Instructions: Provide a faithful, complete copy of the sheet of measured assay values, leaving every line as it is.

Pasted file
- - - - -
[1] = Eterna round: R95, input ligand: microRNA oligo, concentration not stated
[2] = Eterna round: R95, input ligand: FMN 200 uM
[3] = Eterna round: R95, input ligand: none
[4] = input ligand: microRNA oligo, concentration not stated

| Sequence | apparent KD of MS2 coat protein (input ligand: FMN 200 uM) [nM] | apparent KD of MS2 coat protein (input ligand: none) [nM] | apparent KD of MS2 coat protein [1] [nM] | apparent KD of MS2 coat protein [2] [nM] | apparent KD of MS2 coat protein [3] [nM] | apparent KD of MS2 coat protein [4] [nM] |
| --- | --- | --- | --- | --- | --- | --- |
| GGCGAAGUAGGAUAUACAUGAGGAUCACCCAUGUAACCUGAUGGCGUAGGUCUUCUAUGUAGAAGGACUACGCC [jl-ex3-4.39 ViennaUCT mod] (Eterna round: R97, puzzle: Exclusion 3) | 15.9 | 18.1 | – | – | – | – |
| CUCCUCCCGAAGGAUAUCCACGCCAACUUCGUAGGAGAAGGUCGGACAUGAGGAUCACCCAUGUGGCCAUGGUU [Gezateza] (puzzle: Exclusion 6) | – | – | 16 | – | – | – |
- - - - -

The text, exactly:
[1] = Eterna round: R95, input ligand: microRNA oligo, concentration not stated
[2] = Eterna round: R95, input ligand: FMN 200 uM
[3] = Eterna round: R95, input ligand: none
[4] = input ligand: microRNA oligo, concentration not stated

| Sequence | apparent KD of MS2 coat protein (input ligand: FMN 200 uM) [nM] | apparent KD of MS2 coat protein (input ligand: none) [nM] | apparent KD of MS2 coat protein [1] [nM] | apparent KD of MS2 coat protein [2] [nM] | apparent KD of MS2 coat protein [3] [nM] | apparent KD of MS2 coat protein [4] [nM] |
| --- | --- | --- | --- | --- | --- | --- |
| GGCGAAGUAGGAUAUACAUGAGGAUCACCCAUGUAACCUGAUGGCGUAGGUCUUCUAUGUAGAAGGACUACGCC [jl-ex3-4.39 ViennaUCT mod] (Eterna round: R97, puzzle: Exclusion 3) | 15.9 | 18.1 | – | – | – | – |
| CUCCUCCCGAAGGAUAUCCACGCCAACUUCGUAGGAGAAGGUCGGACAUGAGGAUCACCCAUGUGGCCAUGGUU [Gezateza] (puzzle: Exclusion 6) | – | – | 16 | – | – | – |